I love the rustic and colorful art which nicely complements Mina’s energy and the specificity of the South Asian village life. The author seamlessly sprinkles in some Hindi and Urdu words giving the book a richer feel. A glossary can be found in the back.

A wonderful book for those new to South Asian culture and those already familiar.

Find Mina vs. the Monsoon at the following spots:
Amazon | Barnes & Noble | Yali Books | Goodreads
ISBN-10: 1949528987
ISBN-13: 978-1949528985

This review is part of Susanna Leonard Hill’s Perfect Picture Book series. Visit her site to see the other books recommended.

Disclosure: I received my copy of this book from the publisher. This review nevertheless reflects my own and honest opinion about the book.

October 26, 2018

Diwali (Celebrate the World)

Diwali is coming up on November 7th this year. We tell our kids Diwali is big like Christmas is here in America. I personally haven’t celebrated Diwali in India but I hear it’s quite amazing. This lovely board book is a wonderful introduction for those new to the holiday and those who already celebrate it. Enjoy!

Title: Diwali (Celebrate the World series)

Author: Hannah Eliot
Illustrator: Archana Sreenivasan
Publisher: Little Simon, 2018

Book Type: Fiction
Ages: 2-4
Theme: Diwali, Indian Holiday

Opening:

Each year in October or November, we celebrate Diwali, the festival of lights! Diwali is a Hindu festival honored by many people all over the world.

During the holiday, we celebrate the victory of light over darkness, good over evil, knowledge over ignorance, and hope over despair.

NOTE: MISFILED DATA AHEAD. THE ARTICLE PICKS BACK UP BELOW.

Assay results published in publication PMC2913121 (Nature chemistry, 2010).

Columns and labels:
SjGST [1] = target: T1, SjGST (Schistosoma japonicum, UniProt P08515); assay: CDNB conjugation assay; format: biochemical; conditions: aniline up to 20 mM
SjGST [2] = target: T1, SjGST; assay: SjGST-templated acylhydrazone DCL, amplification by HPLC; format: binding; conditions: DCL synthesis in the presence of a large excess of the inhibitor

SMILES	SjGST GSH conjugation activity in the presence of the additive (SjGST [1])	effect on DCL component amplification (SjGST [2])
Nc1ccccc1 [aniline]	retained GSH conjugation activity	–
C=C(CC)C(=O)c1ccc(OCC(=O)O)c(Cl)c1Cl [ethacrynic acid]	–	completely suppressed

Synopsis (from Amazon website):

Each autumn we gather with our friends and family and light our brightest lanterns. It’s time for Diwali, the festival of lights! In this lovely board book with illustrations from Archana Sreenivasan, readers learn that the five days of Diwali are a time to pray for a bountiful season, celebrate the special bonds between siblings, and rejoice in the victory of light over darkness and good over evil.

Activities:

  • A Pinterest board containing Diwali crafts, food, decor and more!
  • Diwali kids crafts here and here.
  • List of other kids Diwali books and Rina Singh’s new board book Diwali Lights.

Why I Like This Book:

A wonderful book to introduce the holiday of Diwali. It provides a good overview for non-Indians as well as Indians. The text is simple and explains the origins of the Hindu religious holiday and then goes on to explain the five-day celebration. The art is colorful and rich with details and authenticity. The Indian illustrator brings to life Diwali celebrations on the streets of India. I love that she depicts inter-generational families which is very common over there and the use of different skin tones.

While the format is a board book the depth of text and illustrations makes it more suitable for kids in elementary school rather than preschool. For example, in the opening spread, the text says Diwali is celebrated around the world with one scene from the US and other from South East Asia, however, there is no text speaking to it. Therefore, it is easy to miss. One other criticism I have is that with only two small spots from outside and Indian combined with the rest of the scenes being set in India does not adeptly convey the largeness of this holiday around the world but rather makes it seem like a holiday just in India.

It’s unfortunate to be in this small format as it would’ve been great for story time during Diwali celebrations in school. It’s still a wonderful read and one I highly recommend. Take a look at the art below!

Happy Diwali!

Find Diwali at the following spots: